While it is known that fabrics can be impregnated with an alkaline peroxide solution and then immediately treated at elevated temperatures of at least C. for a short time with steam at corresponding pressures, such process only leads to a satisfactory white content if the goods have been given an alkaline pretreatment.

With the process according to the invention the total time required for the treatment of the goods to be bleached can be shortened substantially while at the same time a higher degree of whiteness and a better removal of seed shells in theicase of cotton fabrics can be attained. Furthermore, the wettability of the goods bleached according to the invention is considerably improved.

The results obtainable with the process according to the invention are illustrated in the following example in which it is compared with known processes which do not include a pressure steam treatment.

Example The tests were carried out on desized Reutlinger nettle cloth which still contained seed shells. The steaming apparatus employed was an Obermaier HT apparatus. The nettle cloth was impregnated with an aqueous bleaching solution which per liter contained Water glass 38/40 B. "ml-.. 30 NaOH g 10 H 0 (35% by weight) ml 40 Lamepon A (condensation product of oleic acid chloride and sodium lysalbinate) g 2 Wetting agent (lauryl sulfate) g 2 In all instances the cloth after impregnation was squeezed out to a 100% bleaching solution content and then subjected to the action of the retained bleaching solution at room temperature for the periods indicated in the following table. The steam Was at a temperature of 130 C. which corresponds to a gauge pressure between 2.8 to 3.2. After completion of the bleach the cloth samples were each rinsed successively with hot, warm and cold tap water. The degree of whiteness, the time required for submerging when placed on water and the degree of seed shell removal was determined for each bleached sample. The results are given in the following table:

impregnating such fibrous textile material with the aqueous peroxidic bleaching solution, removing the excess TABLE Room Pressure Degree of Test- No. Temp. Steaming whiteness Submerging Time Seed Shell Removal Bleach (see) (percent) (hours) 18 77 Over 2 min. r Shell free.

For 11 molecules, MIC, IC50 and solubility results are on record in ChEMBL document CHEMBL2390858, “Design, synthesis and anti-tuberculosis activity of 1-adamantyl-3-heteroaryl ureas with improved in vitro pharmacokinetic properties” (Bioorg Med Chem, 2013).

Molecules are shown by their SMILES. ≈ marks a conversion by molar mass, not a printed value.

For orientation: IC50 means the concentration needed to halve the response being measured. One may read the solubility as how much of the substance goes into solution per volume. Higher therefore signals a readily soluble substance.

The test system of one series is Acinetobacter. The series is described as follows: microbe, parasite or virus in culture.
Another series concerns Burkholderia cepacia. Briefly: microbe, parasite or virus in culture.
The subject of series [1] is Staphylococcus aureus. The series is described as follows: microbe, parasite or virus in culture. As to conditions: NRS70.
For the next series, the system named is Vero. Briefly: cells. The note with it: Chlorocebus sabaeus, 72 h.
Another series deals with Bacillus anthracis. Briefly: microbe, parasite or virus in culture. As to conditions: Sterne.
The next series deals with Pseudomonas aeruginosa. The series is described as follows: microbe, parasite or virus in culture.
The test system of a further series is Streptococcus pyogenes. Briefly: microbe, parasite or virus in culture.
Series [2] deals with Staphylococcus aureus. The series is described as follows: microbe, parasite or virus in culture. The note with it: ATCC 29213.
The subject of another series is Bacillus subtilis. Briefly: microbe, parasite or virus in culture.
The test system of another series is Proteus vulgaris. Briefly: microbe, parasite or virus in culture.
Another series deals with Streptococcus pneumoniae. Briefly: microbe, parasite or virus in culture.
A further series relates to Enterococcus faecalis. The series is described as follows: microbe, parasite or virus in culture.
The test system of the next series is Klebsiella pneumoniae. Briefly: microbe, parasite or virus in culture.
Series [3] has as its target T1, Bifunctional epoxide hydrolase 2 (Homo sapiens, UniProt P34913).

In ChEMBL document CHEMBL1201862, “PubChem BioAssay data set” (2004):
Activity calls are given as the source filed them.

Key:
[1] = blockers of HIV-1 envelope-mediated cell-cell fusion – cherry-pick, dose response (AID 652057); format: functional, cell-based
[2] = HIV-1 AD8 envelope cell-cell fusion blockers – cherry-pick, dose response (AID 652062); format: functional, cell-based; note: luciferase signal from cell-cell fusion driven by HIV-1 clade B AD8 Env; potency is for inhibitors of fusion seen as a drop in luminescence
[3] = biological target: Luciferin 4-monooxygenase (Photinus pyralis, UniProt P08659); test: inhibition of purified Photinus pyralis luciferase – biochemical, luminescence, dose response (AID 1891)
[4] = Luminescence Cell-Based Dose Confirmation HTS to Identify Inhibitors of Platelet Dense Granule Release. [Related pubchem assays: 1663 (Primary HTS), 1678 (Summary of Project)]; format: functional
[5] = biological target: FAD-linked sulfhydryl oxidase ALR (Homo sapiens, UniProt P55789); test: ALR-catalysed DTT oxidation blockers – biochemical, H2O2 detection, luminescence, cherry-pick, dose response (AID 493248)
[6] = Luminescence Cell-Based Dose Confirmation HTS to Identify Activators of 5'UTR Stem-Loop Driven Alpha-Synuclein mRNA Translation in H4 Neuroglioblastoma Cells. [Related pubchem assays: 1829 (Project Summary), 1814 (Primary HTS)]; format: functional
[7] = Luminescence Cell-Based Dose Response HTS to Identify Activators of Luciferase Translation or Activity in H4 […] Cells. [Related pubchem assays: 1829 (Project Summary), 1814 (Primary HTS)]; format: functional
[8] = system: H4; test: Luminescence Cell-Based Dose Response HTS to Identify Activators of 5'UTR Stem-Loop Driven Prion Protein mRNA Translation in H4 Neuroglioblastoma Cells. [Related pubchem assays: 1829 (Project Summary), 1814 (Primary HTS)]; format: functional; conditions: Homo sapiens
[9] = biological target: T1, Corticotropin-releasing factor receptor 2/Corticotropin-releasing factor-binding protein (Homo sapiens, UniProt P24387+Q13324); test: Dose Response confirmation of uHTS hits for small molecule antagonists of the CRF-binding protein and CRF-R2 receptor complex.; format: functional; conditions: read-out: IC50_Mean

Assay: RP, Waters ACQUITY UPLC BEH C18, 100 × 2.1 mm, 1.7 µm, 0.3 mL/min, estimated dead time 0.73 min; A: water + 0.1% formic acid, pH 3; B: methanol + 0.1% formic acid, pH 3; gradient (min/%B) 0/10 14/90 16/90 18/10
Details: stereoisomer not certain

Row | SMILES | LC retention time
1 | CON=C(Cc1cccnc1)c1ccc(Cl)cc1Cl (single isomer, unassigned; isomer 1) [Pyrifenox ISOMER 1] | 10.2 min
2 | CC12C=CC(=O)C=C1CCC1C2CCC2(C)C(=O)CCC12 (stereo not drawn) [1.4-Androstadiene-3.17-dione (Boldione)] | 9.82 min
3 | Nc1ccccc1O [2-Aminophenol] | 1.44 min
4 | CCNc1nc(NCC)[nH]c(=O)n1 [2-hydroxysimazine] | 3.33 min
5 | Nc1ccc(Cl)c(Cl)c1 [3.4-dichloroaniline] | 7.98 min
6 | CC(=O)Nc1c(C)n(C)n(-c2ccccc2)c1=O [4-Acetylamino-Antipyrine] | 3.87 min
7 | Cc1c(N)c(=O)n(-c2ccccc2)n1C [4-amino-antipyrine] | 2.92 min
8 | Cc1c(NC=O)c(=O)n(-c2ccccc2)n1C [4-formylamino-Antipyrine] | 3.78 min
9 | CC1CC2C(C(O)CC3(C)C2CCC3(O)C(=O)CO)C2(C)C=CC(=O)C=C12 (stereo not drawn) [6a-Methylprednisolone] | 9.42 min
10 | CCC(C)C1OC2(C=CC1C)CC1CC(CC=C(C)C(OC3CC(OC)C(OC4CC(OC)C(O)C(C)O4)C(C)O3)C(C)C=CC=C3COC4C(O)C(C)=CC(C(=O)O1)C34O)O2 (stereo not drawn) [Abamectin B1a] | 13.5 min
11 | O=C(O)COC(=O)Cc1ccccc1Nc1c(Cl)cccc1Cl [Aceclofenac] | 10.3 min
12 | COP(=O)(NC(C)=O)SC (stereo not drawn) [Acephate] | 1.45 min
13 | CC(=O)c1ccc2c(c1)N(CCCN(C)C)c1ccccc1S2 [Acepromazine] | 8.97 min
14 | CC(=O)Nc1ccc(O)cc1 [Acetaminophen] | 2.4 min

3 60 80 o. 3 72 Still contained shells. 6 60 81. 9 2sec Shell free. fi 73 90 sec Still contained shells. Starting material desized Over 10 min..

As can be seen from such table, tests 2 and 3, which were according to the invention, resulted in goods which were seed shell free, and had good wettability and a higher degree of whiteness than were obtained in tests 1, 2a and 3a.

Analogous improved results were obtained when the above bleaching solution was replaced by aqueous bleach- .ing solutions which per liter contained the ingredients given below.

Bleaching solution :1:

1. The process of bleaching fibrous textile materials with an aqueous peroxidic bleaching solution, the steps of bleaching solution, storing the thus impregnated fibrous textile material for a period of about 3 to 10 hours at a temperature between room temperature and moderately raised temperature, then subjecting the fibrous textile material to steam under pressure at a temperature between and 200 C. for a period of 15 to 120 seconds.

2. The process of claim 1 in which the fibrous textile material contains cellulosic fibers.

3. The process of claim 2 in which the steam treatment is carried out at a temperature between and C. for a period of 30 to 60 seconds.

References Cited FOREIGN PATENTS 539,280 4/1957 Canada. 577,546 6/1959 Canada. 589,916 12/1959 Canada. 844,699 8/ 1960 Great Britain. 1,276,635 10/1961 France.

LEON D. ROSDOL, Primary Examiner.

MAYER. WEINBLATT, Assistant Examiner.

Patent Citations
Cited PatentFiling datePublication dateApplicantTitle
CA539280A *Apr 9, 1957Chicopee Mfg CorpBleaching process
CA577546A *Jun 9, 1959Du PontTextile bleaching process
CA589916A *Dec 29, 1959Du PontBleaching cotton
FR1276635A * Title not available
GB844699A * Title not available
Referenced by
Citing PatentFiling datePublication dateApplicantTitle
US4139697 *Apr 6, 1977Feb 13, 1979Tenneco Chemicals, Inc.Color stabilization of vinyl chloride resins
US4220754 *May 25, 1976Sep 2, 1980Tenneco Chemicals, Inc.Process for the purification of polyvinyl chloride with oxidizing agents
US4734098 *Nov 22, 1985Mar 29, 1988Crucible Chemical CompanyMethod for bleaching cotton
Classifications
U.S. Classification8/111, 8/107
International ClassificationD06L3/00, D06L3/02
Cooperative ClassificationD06L3/02
European ClassificationD06L3/02